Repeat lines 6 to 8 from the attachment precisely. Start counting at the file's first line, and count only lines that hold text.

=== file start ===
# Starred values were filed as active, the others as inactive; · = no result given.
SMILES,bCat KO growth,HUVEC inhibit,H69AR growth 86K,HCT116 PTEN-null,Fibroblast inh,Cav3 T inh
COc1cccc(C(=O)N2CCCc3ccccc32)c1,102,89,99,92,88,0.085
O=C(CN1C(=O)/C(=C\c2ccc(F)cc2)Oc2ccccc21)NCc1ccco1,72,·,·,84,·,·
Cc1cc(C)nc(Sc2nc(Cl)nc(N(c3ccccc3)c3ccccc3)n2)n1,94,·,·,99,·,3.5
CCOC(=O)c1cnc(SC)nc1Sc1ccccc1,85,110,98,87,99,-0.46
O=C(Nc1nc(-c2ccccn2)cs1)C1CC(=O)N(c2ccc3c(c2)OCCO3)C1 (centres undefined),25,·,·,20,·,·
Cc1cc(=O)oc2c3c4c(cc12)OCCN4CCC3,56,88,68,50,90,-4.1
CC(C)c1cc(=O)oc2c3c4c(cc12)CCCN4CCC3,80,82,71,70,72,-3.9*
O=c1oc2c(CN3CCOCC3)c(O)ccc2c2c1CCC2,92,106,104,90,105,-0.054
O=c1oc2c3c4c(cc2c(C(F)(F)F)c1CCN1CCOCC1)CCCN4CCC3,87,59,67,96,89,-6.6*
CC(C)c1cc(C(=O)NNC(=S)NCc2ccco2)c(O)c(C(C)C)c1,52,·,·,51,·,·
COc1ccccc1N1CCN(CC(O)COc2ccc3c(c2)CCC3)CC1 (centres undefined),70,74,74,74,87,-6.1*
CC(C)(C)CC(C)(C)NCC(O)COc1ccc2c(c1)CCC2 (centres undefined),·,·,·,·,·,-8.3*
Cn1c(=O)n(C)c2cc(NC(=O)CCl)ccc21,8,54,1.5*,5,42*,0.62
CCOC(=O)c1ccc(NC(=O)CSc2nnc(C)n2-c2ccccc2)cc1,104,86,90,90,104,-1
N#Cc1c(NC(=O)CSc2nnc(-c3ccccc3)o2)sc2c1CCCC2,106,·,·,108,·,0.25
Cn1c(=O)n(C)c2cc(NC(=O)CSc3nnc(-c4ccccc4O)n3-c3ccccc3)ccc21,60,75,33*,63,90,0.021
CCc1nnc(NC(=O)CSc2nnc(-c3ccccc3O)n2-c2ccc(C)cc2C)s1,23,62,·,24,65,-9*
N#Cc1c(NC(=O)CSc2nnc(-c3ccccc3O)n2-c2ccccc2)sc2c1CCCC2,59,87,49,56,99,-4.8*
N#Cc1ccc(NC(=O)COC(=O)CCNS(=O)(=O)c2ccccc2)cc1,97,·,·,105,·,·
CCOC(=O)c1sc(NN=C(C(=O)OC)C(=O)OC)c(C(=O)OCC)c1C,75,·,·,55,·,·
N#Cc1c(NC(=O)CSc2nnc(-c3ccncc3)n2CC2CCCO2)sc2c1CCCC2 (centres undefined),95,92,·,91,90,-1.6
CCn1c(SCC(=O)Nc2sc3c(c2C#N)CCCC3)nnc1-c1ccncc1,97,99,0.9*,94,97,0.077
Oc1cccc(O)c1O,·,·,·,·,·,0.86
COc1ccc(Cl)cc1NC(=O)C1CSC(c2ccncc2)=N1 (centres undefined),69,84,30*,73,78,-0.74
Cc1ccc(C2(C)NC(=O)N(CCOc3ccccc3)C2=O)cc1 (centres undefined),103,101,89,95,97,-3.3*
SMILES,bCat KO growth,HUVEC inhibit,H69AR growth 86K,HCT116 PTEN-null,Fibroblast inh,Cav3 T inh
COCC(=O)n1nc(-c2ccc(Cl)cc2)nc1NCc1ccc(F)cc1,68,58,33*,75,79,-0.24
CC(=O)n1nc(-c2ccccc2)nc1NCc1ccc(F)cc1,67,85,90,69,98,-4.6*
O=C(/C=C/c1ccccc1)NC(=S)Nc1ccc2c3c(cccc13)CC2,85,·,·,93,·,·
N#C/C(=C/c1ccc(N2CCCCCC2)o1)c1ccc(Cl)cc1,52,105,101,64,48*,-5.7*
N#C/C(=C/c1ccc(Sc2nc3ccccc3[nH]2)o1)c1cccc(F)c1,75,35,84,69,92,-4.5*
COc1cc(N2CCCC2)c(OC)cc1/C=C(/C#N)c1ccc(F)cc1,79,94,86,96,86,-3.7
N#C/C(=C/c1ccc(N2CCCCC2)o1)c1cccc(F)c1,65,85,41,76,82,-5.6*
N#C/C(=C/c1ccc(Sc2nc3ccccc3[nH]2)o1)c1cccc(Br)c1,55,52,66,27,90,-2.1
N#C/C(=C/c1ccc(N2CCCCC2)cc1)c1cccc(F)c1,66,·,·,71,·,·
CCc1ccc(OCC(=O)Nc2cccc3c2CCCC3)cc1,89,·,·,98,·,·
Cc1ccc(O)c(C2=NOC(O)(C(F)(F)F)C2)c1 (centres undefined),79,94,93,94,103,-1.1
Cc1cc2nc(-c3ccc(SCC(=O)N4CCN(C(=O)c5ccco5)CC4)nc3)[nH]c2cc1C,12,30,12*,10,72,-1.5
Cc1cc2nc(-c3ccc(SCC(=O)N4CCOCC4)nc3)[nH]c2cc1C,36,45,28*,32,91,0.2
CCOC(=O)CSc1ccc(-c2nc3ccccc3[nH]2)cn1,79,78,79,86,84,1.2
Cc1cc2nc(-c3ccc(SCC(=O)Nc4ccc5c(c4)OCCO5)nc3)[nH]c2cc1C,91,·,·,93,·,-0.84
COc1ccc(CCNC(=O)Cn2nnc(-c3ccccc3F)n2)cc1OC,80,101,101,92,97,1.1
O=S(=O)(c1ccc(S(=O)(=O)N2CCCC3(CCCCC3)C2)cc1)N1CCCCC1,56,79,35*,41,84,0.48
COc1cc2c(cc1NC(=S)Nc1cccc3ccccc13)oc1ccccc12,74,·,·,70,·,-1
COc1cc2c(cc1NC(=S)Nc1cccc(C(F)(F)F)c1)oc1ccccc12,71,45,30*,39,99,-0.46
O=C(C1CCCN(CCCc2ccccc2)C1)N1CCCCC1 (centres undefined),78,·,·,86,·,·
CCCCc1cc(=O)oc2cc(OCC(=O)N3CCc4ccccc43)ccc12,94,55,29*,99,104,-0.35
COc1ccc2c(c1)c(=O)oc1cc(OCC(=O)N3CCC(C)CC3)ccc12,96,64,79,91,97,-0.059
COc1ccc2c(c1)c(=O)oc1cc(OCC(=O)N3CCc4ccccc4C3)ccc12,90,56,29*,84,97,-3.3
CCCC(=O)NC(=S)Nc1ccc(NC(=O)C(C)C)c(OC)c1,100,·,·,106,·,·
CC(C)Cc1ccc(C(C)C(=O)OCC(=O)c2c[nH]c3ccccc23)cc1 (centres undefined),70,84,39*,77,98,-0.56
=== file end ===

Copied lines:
CCOC(=O)c1cnc(SC)nc1Sc1ccccc1,85,110,98,87,99,-0.46
O=C(Nc1nc(-c2ccccn2)cs1)C1CC(=O)N(c2ccc3c(c2)OCCO3)C1 (centres undefined),25,·,·,20,·,·
Cc1cc(=O)oc2c3c4c(cc12)OCCN4CCC3,56,88,68,50,90,-4.1